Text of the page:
Book Recommendations: Exploring the Enneagram

A few years ago, I learned about the Enneagram from a dear friend of mine—an Army Chaplain for whom counseling is a big part of her job—who thought it would be helpful to me. I laughed at her when she told me to be open-minded. When I heard the term “Enneagram” (pronounced any-uh-gram), I confess I thought it sounded like a cult to me. My friend recommended a book to me, and I ordered it. I’ll be honest—the Enneagram has changed my life and definitely for the better.

In a nutshell, the Enneagram is a personality typing system which groups people into one of nine basic personality types. (I am a Type 4 – the Individualist or Romantic!) The Enneagram teaches people how to embrace who they are and who others are, accepting that not everyone sees the world in the same way. I’ve learned a great deal of compassion and generosity of spirit from the Enneagram teachings. There’s no way I could offer a good explanation in one short article, but I wanted to share three books that I’ve used to learn more about the Enneagram.

First of all, The Wisdom of the Enneagram: The Complete Guide to Psychological and Spiritual Growth for the Nine Personality Types by Don Richard Riso and Russ Hudson is the book that my Chaplain friend shared with me. It was my first introduction to the Enneagram and it is very thorough. It’s easy to read and easy to understand. There is a detailed explanation of the Enneagram and the history behind it in the first section of the book. The book then dedicates a long and detailed chapter to each number of the Enneagram. Each of these chapters begins with a short “test” used to help people identify their own numbers.  “The Big Blue Book” as my friend refers to it is the most thorough book I’ve come across to teach the Enneagram.

Secondly, The Road Back to You: An Enneagram Journey to Self-Discovery by Ian Morgan Cron and Suzanne Stabile is an excellent primer on the Enneagram. It is very readable and much more concise than “The Big Blue Book.” It doesn’t have all the detailed information that The Wisdom of the Enneagram has, but it is a good overview for someone who just wants to dip their toes in and find out if the subject is something they want to explore further.

 

 

 

Thirdly, The Path Between Us: An Enneagram Journey to Healthy Relationships is a book by Suzanne Stabile, and it is a follow-up to The Road Back to You. It takes a closer look at relationships and how different numbers relate to each other. It’s an excellent second step into an Enneagram journey, and Suzanne is a wonderful teacher and author.

 

In addition to the books, I’ve found three podcasts that I love to listen to: Typeology by Ian Chron, The Enneagram Journey by Suzanne Stabile, and The Road Back to You: Looking at Life Through the Lens of the Enneagram by both Ian and Suzanne together which was began as a companion to their book. They have special  guests most every week where they talk about different types and different topics, like work and relationships.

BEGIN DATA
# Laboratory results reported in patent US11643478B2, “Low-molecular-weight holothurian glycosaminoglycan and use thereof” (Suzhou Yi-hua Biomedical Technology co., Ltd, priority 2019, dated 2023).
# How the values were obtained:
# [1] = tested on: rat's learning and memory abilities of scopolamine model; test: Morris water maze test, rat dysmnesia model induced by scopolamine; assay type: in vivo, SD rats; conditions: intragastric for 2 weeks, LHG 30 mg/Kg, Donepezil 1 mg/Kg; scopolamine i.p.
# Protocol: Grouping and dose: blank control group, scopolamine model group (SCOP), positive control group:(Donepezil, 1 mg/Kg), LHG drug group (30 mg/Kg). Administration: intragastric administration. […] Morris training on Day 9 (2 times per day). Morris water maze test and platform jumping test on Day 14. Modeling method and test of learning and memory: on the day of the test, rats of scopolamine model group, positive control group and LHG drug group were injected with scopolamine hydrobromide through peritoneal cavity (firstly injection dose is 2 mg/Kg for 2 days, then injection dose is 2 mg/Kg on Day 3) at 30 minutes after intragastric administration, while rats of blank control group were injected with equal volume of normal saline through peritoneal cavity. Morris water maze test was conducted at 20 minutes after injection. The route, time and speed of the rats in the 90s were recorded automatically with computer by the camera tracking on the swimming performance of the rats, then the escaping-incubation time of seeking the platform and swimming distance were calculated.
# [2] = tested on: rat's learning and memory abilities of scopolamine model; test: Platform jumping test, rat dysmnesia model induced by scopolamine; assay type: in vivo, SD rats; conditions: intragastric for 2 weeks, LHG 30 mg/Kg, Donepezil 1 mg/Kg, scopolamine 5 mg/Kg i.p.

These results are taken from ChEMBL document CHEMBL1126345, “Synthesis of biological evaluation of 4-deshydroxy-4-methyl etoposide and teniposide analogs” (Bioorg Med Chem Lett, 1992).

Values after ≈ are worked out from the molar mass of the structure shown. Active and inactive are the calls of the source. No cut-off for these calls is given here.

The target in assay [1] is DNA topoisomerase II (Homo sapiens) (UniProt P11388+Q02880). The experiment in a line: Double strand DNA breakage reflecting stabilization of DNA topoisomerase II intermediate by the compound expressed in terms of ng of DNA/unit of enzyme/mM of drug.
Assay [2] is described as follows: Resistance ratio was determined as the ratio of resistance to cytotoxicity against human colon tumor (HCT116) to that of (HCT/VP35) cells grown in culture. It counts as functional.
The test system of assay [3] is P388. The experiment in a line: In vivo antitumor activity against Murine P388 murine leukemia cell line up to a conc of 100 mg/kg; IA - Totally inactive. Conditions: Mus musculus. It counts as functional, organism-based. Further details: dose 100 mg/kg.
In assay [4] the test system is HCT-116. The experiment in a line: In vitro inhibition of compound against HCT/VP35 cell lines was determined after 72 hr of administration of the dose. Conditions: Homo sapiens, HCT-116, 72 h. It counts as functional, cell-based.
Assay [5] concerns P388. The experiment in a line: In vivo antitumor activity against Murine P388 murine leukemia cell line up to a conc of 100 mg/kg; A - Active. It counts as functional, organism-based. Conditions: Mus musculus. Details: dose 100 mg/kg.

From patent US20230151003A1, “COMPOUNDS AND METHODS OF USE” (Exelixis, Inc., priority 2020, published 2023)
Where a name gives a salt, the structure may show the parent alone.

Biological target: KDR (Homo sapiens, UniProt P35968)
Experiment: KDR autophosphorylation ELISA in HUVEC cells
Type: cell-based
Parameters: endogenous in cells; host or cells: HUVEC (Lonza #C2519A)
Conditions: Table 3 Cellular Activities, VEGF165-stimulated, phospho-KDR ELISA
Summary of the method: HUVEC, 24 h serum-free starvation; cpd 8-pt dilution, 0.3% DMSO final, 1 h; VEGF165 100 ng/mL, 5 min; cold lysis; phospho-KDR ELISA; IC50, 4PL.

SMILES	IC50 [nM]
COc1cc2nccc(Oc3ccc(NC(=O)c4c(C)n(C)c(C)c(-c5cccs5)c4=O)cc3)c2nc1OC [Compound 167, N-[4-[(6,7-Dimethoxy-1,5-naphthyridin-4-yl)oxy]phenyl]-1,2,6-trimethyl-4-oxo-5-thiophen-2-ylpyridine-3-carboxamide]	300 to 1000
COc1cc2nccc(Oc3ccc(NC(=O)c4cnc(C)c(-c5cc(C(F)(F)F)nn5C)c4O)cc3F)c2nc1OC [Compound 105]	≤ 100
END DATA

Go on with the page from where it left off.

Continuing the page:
Since first learning about the Enneagram, I’ve discovered that it’s much more well-known than I first thought. A lot of writers and religious teachers that I follow use the Enneagram in their own lives and practices and have found it to be very beneficial.

For me, knowing my Enneagram number (and my husband’s number!) has helped me navigate my relationships much better. When I identified my number and read the chapter on Fours, it was like reading a chapter on my life’s story, my personal history, and my deepest, darkest secrets. It has helped me understand myself and what makes me tick in a way no book or personality typing methodology or therapy session ever has. Learning about my husband’s number—he’s a Two—has helped me understand him in a way I never had before. Knowing that we see the world in two very different ways has helped us mesh in our relationship much better. Understanding what motivates him and makes him tick has made me appreciate him more and helped me have compassion in situations when I once would have just been frustrated.

The Enneagram has been a very helpful tool for me and a lot of people I love, and I hope you will find that it is helpful for you, too. I’d love to know your thoughts on the Enneagram, whether I’m telling you about it for the first time or you’ve been a student of it for years. Please feel free to leave a comment or send an email through the contact link at the top of the page.


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Rachel Holbrook writes from her home in Knoxville, TN. She is the author of the syndicated serial, Little River, Volumes 1 & 2. Her short fiction and poetry have appeared in Burningword Literary Journal, *82 Review, Ink in Thirds, Akitsu Quarterly, The Avalon Literary Review, The Society of Classical Poets, and various other literary journals. She recently won an Honorable Mention for her short story “A Slow Burn” at the Sigma Tau Delta International English Honor Society’s annual convention. She also received the Springs of Helicon Award for Poetry, awarded by Tennessee Wesleyan University. When she’s not writing, she enjoys going on literal and literary adventures with her husband and six children.

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